Let's consider a hypothetical situation to demonstrate why: Congratulations! Your debut romance novel is a huge hit! You've got fans... yay, you! So you immediately move forward with a high fantasy novel. But your romance fans don't like high fantasy. And the folks who read high fantasy have never heard of you, cuz they don't read romance. For a publisher, it's essentially taking a chance on a debut author all over again. Meanwhile, your romance fans might lose interest cuz you're not releasing another romance novel right away. In general, agents would rather you stuck to a single genre, built a loyal readership who will anxiously await the chance to plunk down money for your next novel. If you are very prolific and can keep up with the demands of two different sets of readers, you may be able to successfully publish in more than one genre, but your agent will probably want to discuss that decision with you at length to decide whether it makes sense for your writing career. In other words, this is not the sort of discussion to have at the query stage.
So now to turn to the specific question Laurie submitted.
The query process is quite a bit like dating. What you want in a query letter is put your best foot forward, be intriguing, and leave your potential partner wanting more. Yes, eventually you want a long-term relationship and you'll need to discuss things like how you will manage your finances and how your manuscript children will be raised. But you do not want to try to nail down all these issues on your first date.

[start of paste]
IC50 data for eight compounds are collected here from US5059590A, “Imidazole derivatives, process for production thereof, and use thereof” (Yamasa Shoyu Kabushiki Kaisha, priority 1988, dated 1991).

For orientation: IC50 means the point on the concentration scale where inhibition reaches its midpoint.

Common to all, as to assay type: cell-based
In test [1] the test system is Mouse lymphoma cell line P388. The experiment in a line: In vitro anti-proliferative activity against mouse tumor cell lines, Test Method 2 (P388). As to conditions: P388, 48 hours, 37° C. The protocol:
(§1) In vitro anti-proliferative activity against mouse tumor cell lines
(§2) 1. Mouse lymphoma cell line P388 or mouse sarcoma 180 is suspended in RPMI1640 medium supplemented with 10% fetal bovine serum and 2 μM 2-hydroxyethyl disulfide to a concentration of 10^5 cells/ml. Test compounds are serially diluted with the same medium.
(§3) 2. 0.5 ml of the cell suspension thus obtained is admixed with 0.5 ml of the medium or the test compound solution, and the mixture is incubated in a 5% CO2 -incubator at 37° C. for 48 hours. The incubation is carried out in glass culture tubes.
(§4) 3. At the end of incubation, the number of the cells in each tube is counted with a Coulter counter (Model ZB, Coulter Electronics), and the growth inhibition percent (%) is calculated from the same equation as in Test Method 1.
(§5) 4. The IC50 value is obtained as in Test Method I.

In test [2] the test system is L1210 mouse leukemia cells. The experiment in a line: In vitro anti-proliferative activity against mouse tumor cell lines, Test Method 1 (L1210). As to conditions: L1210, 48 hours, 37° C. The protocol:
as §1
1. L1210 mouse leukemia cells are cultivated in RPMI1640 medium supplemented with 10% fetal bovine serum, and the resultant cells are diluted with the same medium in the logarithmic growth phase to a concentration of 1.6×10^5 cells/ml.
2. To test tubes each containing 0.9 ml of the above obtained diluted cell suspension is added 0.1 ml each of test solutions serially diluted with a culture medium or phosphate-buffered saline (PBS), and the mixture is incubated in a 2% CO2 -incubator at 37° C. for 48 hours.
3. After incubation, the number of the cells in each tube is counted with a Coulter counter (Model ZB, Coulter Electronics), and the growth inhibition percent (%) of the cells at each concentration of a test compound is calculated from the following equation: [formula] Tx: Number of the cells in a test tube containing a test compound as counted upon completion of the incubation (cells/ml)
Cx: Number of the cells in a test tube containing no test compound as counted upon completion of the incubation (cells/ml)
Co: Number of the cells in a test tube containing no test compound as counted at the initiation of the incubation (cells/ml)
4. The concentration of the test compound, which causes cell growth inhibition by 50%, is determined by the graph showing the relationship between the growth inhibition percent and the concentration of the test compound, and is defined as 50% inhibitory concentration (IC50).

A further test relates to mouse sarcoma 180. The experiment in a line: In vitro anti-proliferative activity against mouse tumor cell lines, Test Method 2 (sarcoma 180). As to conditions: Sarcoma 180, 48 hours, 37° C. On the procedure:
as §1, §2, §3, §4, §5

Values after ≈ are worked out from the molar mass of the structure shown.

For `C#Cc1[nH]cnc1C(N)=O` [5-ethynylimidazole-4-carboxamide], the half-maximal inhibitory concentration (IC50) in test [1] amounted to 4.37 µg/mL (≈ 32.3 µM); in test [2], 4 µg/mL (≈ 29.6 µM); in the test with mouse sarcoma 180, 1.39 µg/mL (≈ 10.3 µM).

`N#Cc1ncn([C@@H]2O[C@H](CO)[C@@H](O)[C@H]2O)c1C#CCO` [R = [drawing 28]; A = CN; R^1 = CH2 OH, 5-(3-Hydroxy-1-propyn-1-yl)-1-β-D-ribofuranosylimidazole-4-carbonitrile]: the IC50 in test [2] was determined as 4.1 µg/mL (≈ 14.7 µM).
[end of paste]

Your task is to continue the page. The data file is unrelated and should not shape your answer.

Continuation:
I suspect the agents you mention did, indeed, read the letter you sent. Given the number of authors seeking publication, an agent's focus is generally leaning towards rejection. They can only review so many projects, so if yours doesn't compel them to read, you can expect to be rejected. Since agents are pretty strapped for time (and since reading queries doesn't directly contribute to their income), most use a form rejection letter. The form letter is generally worded as a response to a query, as that is the most common correspondence they receive. Since they weren't interested enough in your work by the letter you sent, you received the form rejection. It's unlikely that an agent would spend time changing the language of her standard rejection to reflect the specifics of your letter.
Since these agents are your top picks, I understand your reluctance to write them off. However, I would absolutely recommend you NOT phone the agents in question. Most agents say they dislike unsolicited callers and some consider it a big mark against you. The good news is that agents receive so many queries, you don't have to write them off yet because you haven't queried them. And chances are good that these agents receive so many letters, they won't remember your previous message.
So here's my specific recommendations:
1. Choose your best, most polished manuscript in your favorite genre.
2. Craft a specific pitch for that project. If you haven't already, check out Elana's series on query letters here on the QueryTracker.net blog.
3. Make sure the project you're marketing is one that would interest the agents in question.
4. Query away!
Good luck! Your experience will definitely be a plus in your query letter bio.
Thanks to Laurie for getting us started with a great question!
Now stay tuned for another question addressed by Carolyn Kaufman on Showing vs. Telling. Beyond awesome... seriously.